A Lot | Five vehicles in varying degrees of decrepitude are parked on a lot along a busy street. A blue fence divides the lot in half and separates the cars from a long, low building. The fence is made out of cheap sheets of plywood, solid, with no slats. An orange and black “no parking” sign is tacked on the side of the fence that faces the empty lot. In the lot are parked two trucks, two cars, and a tent trailer (closed). On the car closest to the busy street is a sign, “For sale by owner,” and a phone number. The original phone number has been changed by pasting squares of paper over some of the original numbers. The car’s price may have changed too: for now, the price is $800 o.b.o. Past the cars, the fence turns so that it faces the busy street. An elm tree marks the point where the fence turns. Perhaps the fence was built around the tree.
On the street side of the fence is a sign, “For sale.” The top of the sign is obscured by drooping elm branches. In the centre of the sign is the name of a real estate company and its agent. “Call direct,” it admonishes, and gives a phone number. Next to that sign is another sign, smaller, but with a similar message. “For sale, great dvlpmnt property. Zoned R7.” The phone number again. Peeking above the top of fence is another sign: the only visible word is “no.”
The fence terminates at the low long building. It seems to be a trailer, but it is stuccoed, as though it is permanent. Small windows line the front, and shutters are half drawn down on all of them. The door in the middle of the trailer is shut behind its brown storm door. In front of the trailer is a black sedan. In the car’s window is a sign, “For sale.”
A wiry old man exits the trailer from the front door. He wears baggy dress pants, a baseball shirt and a Bud Light baseball cap. He lets the storm door slowly swing shut behind him. He hobbles to the putty-coloured plastic bistro set under the spreading elm. He sits, pulls out a cigarette and lights it.
The oldster stares out at the passing traffic. It is ten o’clock in the sultry morning this day in August.
An hour later, another man walks down the sidewalk from the direction of the Highlands public library branch and stops on the sidewalk in front of the bistro set. The new man calls across the patch of dirt between the sidewalk and the bistro set. “How much for the lot, bub?”
The oldster looks up from his cigarette. He gently draws the cigarette out of his mouth. “What you say?”
The new man nods his head in the direction of the two real estate signs. “This lot is for sale, right?”
The oldster shrugs, says nothing. He taps the cigarette on the edge of the big clay ashtray on the bistro table.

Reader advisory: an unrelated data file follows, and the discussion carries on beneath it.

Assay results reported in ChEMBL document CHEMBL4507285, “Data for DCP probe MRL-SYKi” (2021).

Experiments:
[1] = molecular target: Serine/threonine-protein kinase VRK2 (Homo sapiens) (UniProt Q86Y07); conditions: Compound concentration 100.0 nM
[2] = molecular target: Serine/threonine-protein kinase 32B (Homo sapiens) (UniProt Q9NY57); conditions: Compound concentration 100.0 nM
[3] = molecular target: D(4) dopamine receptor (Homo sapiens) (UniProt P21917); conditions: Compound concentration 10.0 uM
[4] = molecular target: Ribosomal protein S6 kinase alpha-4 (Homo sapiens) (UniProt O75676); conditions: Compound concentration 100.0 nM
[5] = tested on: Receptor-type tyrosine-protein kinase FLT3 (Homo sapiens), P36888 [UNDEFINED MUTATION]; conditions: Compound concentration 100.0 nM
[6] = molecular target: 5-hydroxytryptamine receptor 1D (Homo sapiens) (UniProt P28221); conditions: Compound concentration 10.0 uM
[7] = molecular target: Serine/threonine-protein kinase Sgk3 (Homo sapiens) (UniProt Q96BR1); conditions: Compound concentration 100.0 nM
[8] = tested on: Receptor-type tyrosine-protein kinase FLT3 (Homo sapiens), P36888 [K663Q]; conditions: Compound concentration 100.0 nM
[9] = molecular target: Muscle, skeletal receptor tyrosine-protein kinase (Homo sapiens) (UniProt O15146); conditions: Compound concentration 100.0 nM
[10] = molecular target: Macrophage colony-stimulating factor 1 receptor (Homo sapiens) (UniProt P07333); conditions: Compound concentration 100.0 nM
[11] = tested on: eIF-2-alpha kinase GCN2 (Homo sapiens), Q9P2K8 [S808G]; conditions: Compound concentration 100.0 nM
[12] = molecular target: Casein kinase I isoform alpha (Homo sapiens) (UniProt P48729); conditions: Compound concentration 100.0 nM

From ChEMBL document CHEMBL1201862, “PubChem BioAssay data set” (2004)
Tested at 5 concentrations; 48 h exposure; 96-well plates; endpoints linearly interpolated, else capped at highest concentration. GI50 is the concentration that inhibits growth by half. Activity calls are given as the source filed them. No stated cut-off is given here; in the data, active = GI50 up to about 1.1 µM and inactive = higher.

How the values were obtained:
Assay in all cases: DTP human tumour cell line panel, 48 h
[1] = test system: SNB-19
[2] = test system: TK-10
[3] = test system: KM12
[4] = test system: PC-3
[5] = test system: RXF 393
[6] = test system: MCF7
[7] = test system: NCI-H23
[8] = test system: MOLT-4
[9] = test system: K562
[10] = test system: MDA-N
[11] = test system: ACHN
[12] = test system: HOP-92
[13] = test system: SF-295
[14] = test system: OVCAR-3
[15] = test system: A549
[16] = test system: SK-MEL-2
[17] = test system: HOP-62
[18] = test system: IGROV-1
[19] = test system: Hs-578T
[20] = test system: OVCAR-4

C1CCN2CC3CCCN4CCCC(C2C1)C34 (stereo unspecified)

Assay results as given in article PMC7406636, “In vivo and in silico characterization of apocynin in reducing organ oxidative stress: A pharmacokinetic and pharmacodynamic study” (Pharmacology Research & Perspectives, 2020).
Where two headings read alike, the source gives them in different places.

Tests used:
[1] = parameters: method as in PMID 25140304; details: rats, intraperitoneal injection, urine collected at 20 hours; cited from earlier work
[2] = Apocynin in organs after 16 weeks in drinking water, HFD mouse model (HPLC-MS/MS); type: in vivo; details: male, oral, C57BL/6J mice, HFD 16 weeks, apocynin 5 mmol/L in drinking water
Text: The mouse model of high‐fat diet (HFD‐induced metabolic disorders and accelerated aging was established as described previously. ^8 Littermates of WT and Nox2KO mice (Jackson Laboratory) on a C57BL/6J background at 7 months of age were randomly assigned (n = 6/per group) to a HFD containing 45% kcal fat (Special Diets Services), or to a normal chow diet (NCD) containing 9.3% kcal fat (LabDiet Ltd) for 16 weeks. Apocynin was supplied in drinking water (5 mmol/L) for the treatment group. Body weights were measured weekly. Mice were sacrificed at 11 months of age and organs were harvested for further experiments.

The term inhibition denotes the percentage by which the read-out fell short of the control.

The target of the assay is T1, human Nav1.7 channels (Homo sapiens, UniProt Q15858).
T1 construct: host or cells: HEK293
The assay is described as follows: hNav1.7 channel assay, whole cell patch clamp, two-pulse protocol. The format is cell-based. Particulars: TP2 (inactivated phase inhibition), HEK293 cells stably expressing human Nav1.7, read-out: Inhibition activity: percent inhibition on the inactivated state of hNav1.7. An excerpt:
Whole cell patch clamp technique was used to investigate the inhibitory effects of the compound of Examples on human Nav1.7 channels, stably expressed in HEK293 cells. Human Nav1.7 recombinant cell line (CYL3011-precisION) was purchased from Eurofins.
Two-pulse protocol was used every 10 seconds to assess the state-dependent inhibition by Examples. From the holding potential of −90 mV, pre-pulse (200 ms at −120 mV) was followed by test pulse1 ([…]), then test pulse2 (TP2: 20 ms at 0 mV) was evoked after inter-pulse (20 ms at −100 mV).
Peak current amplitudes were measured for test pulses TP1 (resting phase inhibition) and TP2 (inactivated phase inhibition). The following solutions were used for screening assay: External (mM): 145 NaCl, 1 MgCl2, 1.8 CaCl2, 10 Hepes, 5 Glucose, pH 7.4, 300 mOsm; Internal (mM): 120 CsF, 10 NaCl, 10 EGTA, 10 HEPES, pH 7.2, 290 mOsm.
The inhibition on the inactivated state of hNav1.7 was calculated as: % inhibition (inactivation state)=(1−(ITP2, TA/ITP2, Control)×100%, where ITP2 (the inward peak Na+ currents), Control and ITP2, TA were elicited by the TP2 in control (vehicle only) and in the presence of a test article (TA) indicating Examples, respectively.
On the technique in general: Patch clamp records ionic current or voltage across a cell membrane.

“Okay, then,” the new man says. “How much is it going for?”
A bus rushes past them and blows dust from the gutter. The gutter dust joins the dust and raw dirt on the lot underneath the bistro set and the elm.
The new man leans forward and looks at the oldster’s face as though trying to read lips. The oldster’s lips aren’t moving, though.
The new man straightens. In a loud voice, he asks, “How much does the lot cost?”
The oldster crinkles his eyes in irritation. “How should I know?”
The new man looks at the two real-estate signs as though trying to reassure himself that he has interpreted them correctly. At the same time, the oldster hauls himself up off the chair. With halting steps, he returns to the trailer and disappears inside. After a minute, he comes out of the trailer with a can of Pepsi and sits himself down on the second of the two chairs.
The new man has waited and shows no sign of impatience. “The sign is on your property,” the new man says. “Don’t you know what’s going on at your own property?”
The oldster cracks open the Pepsi. He takes a swig, takes a puff from his cigarette, and carefully balances the cigarette on the top of the can. His hand shakes a bit, as though with palsy, but he manages to make the cigarette stay on the can.
“I just live here,” the oldster says.
“You’re a renter?”
The oldster finishes the cigarette. “Nope.” He drops the butt in the ashtray, picks up the can, holds it to his thin-lipped mouth. His Adam’s apple tracks the passage of the Pepsi down the oldster’s throat.
After the oldster puts the can down, the new man says, “What, then?”
“I just live here.”
“So you’re a renter.”
The oldster lifts his eyes to the new man. The eyelids are red, and the whites of his eyes are shot through with red capillaries. “No, I’m not.”
The new man grunts. “So you’re the owner!”
The new man jerks backwards as though someone has suddenly pulled out a knife and jabbed the blade towards his face.
The oldster says, “I just live here. Always have.”
The new man glares at the oldster. “I just asked you a question, jeez!”
The new man walks away, shaking his head, muttering, towards the old Coliseum.
The oldster watches the departing man. “And I just answered you,” he says to no one. He picks up the can, drains it, and sets it down. He looks out across the street.